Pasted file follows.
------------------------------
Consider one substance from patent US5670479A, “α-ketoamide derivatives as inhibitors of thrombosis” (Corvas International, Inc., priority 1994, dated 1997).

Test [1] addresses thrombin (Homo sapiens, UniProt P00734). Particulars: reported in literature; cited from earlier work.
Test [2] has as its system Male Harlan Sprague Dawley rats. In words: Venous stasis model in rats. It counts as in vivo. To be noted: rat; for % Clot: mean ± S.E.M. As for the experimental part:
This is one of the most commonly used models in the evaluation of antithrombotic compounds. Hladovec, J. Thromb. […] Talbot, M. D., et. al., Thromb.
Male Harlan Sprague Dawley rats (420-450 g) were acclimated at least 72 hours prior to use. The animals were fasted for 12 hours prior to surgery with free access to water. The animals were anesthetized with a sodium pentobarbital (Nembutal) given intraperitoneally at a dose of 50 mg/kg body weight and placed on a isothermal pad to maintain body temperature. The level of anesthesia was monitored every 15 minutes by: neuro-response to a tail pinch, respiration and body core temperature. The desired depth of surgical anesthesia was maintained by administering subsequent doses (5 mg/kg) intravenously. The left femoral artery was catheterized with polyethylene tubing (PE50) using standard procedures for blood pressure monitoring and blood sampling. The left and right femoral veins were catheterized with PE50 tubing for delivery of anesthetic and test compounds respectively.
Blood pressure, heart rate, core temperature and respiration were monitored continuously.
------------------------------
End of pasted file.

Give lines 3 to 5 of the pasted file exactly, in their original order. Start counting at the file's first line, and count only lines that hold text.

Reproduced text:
Test [2] has as its system Male Harlan Sprague Dawley rats. In words: Venous stasis model in rats. It counts as in vivo. To be noted: rat; for % Clot: mean ± S.E.M. As for the experimental part:
This is one of the most commonly used models in the evaluation of antithrombotic compounds. Hladovec, J. Thromb. […] Talbot, M. D., et. al., Thromb.
Male Harlan Sprague Dawley rats (420-450 g) were acclimated at least 72 hours prior to use. The animals were fasted for 12 hours prior to surgery with free access to water. The animals were anesthetized with a sodium pentobarbital (Nembutal) given intraperitoneally at a dose of 50 mg/kg body weight and placed on a isothermal pad to maintain body temperature. The level of anesthesia was monitored every 15 minutes by: neuro-response to a tail pinch, respiration and body core temperature. The desired depth of surgical anesthesia was maintained by administering subsequent doses (5 mg/kg) intravenously. The left femoral artery was catheterized with polyethylene tubing (PE50) using standard procedures for blood pressure monitoring and blood sampling. The left and right femoral veins were catheterized with PE50 tubing for delivery of anesthetic and test compounds respectively.